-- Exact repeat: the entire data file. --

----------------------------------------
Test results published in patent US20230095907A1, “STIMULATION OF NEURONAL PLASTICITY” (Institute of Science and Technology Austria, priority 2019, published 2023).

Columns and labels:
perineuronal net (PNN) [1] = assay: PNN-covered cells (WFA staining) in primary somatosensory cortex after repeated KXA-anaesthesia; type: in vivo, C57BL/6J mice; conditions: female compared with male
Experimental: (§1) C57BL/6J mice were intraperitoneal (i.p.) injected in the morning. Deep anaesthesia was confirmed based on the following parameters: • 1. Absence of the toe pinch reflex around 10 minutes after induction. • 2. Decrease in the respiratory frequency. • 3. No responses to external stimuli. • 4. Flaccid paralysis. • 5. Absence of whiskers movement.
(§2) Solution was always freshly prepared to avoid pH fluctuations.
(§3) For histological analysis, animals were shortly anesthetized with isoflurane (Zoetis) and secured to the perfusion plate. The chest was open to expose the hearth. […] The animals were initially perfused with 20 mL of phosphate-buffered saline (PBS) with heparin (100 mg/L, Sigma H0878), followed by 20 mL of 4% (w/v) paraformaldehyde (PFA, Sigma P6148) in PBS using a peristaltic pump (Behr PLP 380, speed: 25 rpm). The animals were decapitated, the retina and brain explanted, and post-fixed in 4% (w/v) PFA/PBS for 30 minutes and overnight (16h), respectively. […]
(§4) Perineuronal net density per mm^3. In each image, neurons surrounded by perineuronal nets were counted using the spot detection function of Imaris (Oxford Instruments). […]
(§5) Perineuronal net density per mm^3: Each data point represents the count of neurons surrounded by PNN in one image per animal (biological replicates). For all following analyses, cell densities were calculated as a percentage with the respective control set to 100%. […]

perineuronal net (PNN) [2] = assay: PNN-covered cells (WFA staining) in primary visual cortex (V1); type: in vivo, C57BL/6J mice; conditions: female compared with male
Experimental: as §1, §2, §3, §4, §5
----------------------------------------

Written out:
Test results published in patent US20230095907A1, “STIMULATION OF NEURONAL PLASTICITY” (Institute of Science and Technology Austria, priority 2019, published 2023).

Columns and labels:
perineuronal net (PNN) [1] = assay: PNN-covered cells (WFA staining) in primary somatosensory cortex after repeated KXA-anaesthesia; type: in vivo, C57BL/6J mice; conditions: female compared with male
Experimental: (§1) C57BL/6J mice were intraperitoneal (i.p.) injected in the morning. Deep anaesthesia was confirmed based on the following parameters: • 1. Absence of the toe pinch reflex around 10 minutes after induction. • 2. Decrease in the respiratory frequency. • 3. No responses to external stimuli. • 4. Flaccid paralysis. • 5. Absence of whiskers movement.
(§2) Solution was always freshly prepared to avoid pH fluctuations.
(§3) For histological analysis, animals were shortly anesthetized with isoflurane (Zoetis) and secured to the perfusion plate. The chest was open to expose the hearth. […] The animals were initially perfused with 20 mL of phosphate-buffered saline (PBS) with heparin (100 mg/L, Sigma H0878), followed by 20 mL of 4% (w/v) paraformaldehyde (PFA, Sigma P6148) in PBS using a peristaltic pump (Behr PLP 380, speed: 25 rpm). The animals were decapitated, the retina and brain explanted, and post-fixed in 4% (w/v) PFA/PBS for 30 minutes and overnight (16h), respectively. […]
(§4) Perineuronal net density per mm^3. In each image, neurons surrounded by perineuronal nets were counted using the spot detection function of Imaris (Oxford Instruments). […]
(§5) Perineuronal net density per mm^3: Each data point represents the count of neurons surrounded by PNN in one image per animal (biological replicates). For all following analyses, cell densities were calculated as a percentage with the respective control set to 100%. […]

perineuronal net (PNN) [2] = assay: PNN-covered cells (WFA staining) in primary visual cortex (V1); type: in vivo, C57BL/6J mice; conditions: female compared with male
Experimental: as §1, §2, §3, §4, §5